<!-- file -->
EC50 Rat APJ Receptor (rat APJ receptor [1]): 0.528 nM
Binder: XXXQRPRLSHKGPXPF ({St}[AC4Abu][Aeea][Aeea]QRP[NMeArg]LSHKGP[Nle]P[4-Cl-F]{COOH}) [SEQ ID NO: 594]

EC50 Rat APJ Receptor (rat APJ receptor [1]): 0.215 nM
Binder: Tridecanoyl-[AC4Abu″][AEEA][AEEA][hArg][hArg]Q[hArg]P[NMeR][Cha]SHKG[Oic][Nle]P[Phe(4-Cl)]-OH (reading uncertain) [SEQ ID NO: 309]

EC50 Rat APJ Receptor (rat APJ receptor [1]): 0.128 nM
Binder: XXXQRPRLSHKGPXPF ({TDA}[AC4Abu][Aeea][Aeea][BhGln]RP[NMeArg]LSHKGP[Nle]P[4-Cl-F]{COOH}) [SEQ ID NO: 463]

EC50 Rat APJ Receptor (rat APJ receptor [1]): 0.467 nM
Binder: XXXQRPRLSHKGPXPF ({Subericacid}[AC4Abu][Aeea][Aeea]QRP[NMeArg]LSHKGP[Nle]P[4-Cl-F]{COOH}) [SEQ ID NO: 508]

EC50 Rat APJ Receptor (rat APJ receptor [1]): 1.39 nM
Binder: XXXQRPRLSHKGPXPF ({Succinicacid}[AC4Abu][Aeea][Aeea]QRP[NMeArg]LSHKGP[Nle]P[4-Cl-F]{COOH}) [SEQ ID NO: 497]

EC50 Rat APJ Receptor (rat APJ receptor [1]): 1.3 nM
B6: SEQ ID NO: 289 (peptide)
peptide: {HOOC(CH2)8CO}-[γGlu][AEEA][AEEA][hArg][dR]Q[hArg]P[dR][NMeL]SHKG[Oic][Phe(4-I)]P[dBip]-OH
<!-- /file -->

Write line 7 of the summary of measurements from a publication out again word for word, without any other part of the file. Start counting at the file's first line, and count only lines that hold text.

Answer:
EC50 Rat APJ Receptor (rat APJ receptor [1]): 0.467 nM